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Washington Examiner


A Conservative Agenda For Cities

February 24, 2010

By Howard Husock

As conservatives set out to forge a positive governing agenda, an area to which they should turn their attention is that of the future of American cities. An “urban agenda” has, to be sure, been synonymous with liberalism--at least since Lyndon Johnson established the Department of Housing and Urban Development--but, in reality, it is conservatism which has brought greater benefits to cities in recent years and offers new if not widely-known policy ideas which hold more promise than yet another generation of subsidized housing and jobs programs which dominate the liberal menu.

The liberal approach to cities has had a long series of incarnations since the Johnson era: HUD, Model Cities, Community Development Bloc grants,, Empowerment Zones, community development corporations and housing vouchers. They promised they could both rebuild declining neighborhoods--and provide a hand up for the urban underclass. In reality, they did little of either--instead, renovating scattered buildings at great expense and providing non-profit social service jobs, rather than sparking economic dynamism. If the Democratic urban agenda had worked, then Cleveland, Buffalo and Detroit would all be booming, rather than being the dangerous ghost towns they’ve become.

Conservatives don’t talk much about cities but actually have an urban policy of which to boast. Most notably, the triumph of New York-style crime prevention-oriented policing has led to a public safety revolution, one that allows poorer neighborhoods and their residents to thrive by actually reducing crime. “Compstat” policing has served as a rebuke to liberals who insisted that only some ill-defined social justice utopia would ever cut crime; instead, it turns out that cutting crime allows cities to rebound. In New York, where property values in Brooklyn and Harlem have skyrocketed, the numbers are simply stunning--a drop in murder from 2200 in 1990 to just 471 last year--a drop that benefits at-risk minority group members the most by literally saving their lives.

So, too, has welfare reform--passed by a Republican Congress in 1996--helped cut into the culture of underclass dependency which had come to dominate too many urban neighborhoods. Its work requirement and time limit has been an astounding policy success, with the emergence of an urban working class its embodiment. Again using New York as the example, the welfare rolls have dropped over 20 years from 1. 1 million to just 320,000.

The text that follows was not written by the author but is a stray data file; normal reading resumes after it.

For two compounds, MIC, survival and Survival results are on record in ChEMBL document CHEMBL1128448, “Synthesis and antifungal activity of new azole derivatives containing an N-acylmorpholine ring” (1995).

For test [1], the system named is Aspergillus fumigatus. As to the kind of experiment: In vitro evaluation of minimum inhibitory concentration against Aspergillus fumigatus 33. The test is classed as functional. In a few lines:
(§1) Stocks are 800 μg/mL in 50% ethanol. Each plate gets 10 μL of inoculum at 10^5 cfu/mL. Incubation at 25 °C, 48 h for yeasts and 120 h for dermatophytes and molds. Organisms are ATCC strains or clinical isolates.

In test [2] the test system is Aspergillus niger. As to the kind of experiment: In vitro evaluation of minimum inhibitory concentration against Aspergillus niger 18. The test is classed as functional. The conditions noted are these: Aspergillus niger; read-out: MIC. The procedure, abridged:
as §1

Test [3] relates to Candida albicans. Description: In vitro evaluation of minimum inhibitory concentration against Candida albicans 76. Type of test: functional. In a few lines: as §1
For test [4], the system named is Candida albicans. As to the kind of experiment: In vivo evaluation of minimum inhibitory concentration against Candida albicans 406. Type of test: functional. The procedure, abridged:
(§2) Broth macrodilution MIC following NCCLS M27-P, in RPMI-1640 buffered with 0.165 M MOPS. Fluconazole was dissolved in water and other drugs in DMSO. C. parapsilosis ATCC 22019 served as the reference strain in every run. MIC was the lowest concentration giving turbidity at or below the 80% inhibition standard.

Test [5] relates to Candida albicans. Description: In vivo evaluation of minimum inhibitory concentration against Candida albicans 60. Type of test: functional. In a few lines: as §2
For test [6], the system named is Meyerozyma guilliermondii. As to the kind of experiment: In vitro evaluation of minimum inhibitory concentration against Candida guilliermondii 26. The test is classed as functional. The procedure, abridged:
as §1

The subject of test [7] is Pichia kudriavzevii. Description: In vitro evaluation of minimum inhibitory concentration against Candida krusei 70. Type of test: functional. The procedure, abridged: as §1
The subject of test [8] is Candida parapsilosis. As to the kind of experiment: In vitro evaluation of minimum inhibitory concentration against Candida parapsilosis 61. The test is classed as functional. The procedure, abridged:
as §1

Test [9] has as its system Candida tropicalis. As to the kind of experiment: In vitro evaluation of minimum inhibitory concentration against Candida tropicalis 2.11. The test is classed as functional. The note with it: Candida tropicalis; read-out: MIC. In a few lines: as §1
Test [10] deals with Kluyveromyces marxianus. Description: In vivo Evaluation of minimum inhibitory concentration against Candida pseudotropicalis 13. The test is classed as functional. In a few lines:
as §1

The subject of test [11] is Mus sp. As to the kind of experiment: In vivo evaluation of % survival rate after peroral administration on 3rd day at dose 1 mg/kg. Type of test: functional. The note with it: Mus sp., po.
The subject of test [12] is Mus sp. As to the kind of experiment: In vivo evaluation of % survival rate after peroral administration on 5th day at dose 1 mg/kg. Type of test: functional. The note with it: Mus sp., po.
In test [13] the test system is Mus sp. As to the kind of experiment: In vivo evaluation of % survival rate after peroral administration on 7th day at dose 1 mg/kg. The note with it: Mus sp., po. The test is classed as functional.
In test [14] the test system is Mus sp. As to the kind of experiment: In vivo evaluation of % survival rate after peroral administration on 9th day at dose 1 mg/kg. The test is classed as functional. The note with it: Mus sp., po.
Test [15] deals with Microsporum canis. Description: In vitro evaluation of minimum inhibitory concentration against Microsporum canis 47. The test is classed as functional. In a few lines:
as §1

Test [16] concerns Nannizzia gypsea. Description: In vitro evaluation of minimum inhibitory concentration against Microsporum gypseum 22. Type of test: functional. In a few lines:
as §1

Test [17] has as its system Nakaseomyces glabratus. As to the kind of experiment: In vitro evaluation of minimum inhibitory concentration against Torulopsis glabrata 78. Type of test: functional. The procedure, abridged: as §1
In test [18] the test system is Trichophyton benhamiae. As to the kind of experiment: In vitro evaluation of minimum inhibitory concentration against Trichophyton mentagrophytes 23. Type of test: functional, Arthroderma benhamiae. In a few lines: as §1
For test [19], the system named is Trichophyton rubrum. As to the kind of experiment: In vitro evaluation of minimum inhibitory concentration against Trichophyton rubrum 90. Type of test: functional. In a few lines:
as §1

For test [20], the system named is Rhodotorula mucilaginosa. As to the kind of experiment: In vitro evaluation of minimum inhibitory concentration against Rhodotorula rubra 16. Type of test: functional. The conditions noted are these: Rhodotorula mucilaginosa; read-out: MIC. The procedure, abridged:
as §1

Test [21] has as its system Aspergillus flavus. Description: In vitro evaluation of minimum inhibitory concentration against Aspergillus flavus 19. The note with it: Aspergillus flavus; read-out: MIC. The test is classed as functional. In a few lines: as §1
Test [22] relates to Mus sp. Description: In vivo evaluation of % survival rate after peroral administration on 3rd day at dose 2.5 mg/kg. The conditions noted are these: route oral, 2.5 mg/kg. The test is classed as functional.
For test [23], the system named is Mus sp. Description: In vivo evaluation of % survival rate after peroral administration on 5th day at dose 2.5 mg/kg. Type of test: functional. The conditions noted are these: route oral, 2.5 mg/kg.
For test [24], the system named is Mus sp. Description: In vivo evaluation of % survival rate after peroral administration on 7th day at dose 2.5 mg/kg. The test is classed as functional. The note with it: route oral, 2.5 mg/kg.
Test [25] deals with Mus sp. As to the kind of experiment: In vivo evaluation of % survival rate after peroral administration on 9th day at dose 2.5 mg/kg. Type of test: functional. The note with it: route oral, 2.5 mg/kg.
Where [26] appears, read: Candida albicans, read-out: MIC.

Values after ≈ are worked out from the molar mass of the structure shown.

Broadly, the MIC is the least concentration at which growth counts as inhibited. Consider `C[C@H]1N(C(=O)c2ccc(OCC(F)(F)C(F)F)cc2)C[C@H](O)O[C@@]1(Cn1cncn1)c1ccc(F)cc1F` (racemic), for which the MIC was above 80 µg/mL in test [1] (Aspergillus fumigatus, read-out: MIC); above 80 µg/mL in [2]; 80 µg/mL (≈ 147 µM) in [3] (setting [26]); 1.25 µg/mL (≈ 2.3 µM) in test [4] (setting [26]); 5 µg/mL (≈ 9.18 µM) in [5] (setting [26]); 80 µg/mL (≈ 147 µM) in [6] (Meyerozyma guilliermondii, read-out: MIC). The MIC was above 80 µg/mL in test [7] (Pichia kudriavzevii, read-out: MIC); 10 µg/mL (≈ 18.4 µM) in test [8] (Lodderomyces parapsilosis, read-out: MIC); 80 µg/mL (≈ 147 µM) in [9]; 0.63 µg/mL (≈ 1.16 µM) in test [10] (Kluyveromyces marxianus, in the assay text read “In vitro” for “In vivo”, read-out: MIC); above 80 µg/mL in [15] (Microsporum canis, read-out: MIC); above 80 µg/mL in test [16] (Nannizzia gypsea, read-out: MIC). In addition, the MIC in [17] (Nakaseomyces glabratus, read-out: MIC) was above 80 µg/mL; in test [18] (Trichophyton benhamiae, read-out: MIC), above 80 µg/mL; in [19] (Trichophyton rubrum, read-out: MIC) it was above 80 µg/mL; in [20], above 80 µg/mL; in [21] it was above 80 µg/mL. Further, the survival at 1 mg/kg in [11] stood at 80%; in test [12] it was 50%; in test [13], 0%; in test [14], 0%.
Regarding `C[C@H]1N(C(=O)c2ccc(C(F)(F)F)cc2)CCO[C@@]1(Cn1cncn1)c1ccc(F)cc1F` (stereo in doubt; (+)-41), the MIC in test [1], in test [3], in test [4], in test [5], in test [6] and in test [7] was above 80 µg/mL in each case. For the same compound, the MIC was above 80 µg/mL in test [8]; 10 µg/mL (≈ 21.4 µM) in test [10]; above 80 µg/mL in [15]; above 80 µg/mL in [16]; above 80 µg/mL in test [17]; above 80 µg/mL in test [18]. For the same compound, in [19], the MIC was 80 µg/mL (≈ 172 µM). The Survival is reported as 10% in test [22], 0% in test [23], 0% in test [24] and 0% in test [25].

And other policies with conservative pedigrees are showing significant promise. In Atlanta, the city Housing Authority, led by African-American director Renee Glover, has literally demolished virtually all the city’s public housing projects--replacing some with privately-owned, tax-generating apartment complexes but providing most former tenants with housing vouchers tied to a work requirement. Employment levels have risen from 13 percent to more than 60.

In Newark, Democratic Mayor Cory Booker has used a combination of private philanthropy and public funds to start the Newark Prisoner Reentry Initiative--focused on steering returning ex-offenders toward a “rapid attachment to work”, and away from new crime. This is an issue of exceptional importance: more than 700,000 prisoners leave state and federal institutions each year. Conservatives should push to bring the spirit of welfare reform to this population. Rewarding parole officers for keeping parolees out of jail--not for locking them up again--would be a revolutionary change, one that would keep cities safer and allow states to safe millions on corrections costs.

Much of a constructive conservative agenda should be played out at the local, not the federal level, including reformed public employee pensions based on defined contributions, not unaffordable defined benefits; private financing of public infrastructure projects and continued push for the competition and quality that charter schools show signs of bringing to urban education. (It’s notable that young black reform mayors like Newark’s Booker and Washington’s Adrian Fenty are both school choice advocates; conservatives would be wise to make common cause with them.)

Conservatives should stop avoiding the idea of an urban agenda--and never apologize for not supporting a wide range of programs--from no-strings-attached welfare to the community reinvestment act--which have consistently boomeranged. Instead, they should be proud to point that conservative approaches have done what expensive liberal initiatives have failed to do: make cities work.

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